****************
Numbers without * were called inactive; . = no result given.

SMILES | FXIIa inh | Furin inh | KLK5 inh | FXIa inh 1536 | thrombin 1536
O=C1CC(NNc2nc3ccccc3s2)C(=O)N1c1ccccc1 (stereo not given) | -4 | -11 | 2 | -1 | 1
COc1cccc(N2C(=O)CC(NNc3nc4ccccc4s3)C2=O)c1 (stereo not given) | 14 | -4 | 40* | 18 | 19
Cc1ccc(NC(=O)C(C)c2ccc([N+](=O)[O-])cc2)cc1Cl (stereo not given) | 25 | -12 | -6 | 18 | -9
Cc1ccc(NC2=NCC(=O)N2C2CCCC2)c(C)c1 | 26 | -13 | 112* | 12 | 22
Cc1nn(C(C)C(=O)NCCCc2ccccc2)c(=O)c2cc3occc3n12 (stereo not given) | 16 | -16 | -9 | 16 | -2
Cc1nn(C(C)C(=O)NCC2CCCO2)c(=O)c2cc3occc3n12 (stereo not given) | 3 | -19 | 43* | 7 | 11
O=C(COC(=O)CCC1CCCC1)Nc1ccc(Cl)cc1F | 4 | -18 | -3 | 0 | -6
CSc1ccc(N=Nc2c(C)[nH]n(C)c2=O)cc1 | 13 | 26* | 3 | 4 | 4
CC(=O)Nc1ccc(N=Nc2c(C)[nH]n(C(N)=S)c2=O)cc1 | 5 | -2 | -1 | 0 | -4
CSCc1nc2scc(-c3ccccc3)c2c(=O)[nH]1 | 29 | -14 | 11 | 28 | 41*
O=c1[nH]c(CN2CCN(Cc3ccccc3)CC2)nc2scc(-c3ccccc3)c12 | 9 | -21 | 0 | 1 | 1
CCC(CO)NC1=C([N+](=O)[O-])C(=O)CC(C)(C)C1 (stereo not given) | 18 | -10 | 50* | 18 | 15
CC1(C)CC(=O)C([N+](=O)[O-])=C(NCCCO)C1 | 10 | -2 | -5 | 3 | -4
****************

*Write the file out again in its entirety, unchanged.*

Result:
Numbers without * were called inactive; . = no result given.

SMILES | FXIIa inh | Furin inh | KLK5 inh | FXIa inh 1536 | thrombin 1536
O=C1CC(NNc2nc3ccccc3s2)C(=O)N1c1ccccc1 (stereo not given) | -4 | -11 | 2 | -1 | 1
COc1cccc(N2C(=O)CC(NNc3nc4ccccc4s3)C2=O)c1 (stereo not given) | 14 | -4 | 40* | 18 | 19
Cc1ccc(NC(=O)C(C)c2ccc([N+](=O)[O-])cc2)cc1Cl (stereo not given) | 25 | -12 | -6 | 18 | -9
Cc1ccc(NC2=NCC(=O)N2C2CCCC2)c(C)c1 | 26 | -13 | 112* | 12 | 22
Cc1nn(C(C)C(=O)NCCCc2ccccc2)c(=O)c2cc3occc3n12 (stereo not given) | 16 | -16 | -9 | 16 | -2
Cc1nn(C(C)C(=O)NCC2CCCO2)c(=O)c2cc3occc3n12 (stereo not given) | 3 | -19 | 43* | 7 | 11
O=C(COC(=O)CCC1CCCC1)Nc1ccc(Cl)cc1F | 4 | -18 | -3 | 0 | -6
CSc1ccc(N=Nc2c(C)[nH]n(C)c2=O)cc1 | 13 | 26* | 3 | 4 | 4
CC(=O)Nc1ccc(N=Nc2c(C)[nH]n(C(N)=S)c2=O)cc1 | 5 | -2 | -1 | 0 | -4
CSCc1nc2scc(-c3ccccc3)c2c(=O)[nH]1 | 29 | -14 | 11 | 28 | 41*
O=c1[nH]c(CN2CCN(Cc3ccccc3)CC2)nc2scc(-c3ccccc3)c12 | 9 | -21 | 0 | 1 | 1
CCC(CO)NC1=C([N+](=O)[O-])C(=O)CC(C)(C)C1 (stereo not given) | 18 | -10 | 50* | 18 | 15
CC1(C)CC(=O)C([N+](=O)[O-])=C(NCCCO)C1 | 10 | -2 | -5 | 3 | -4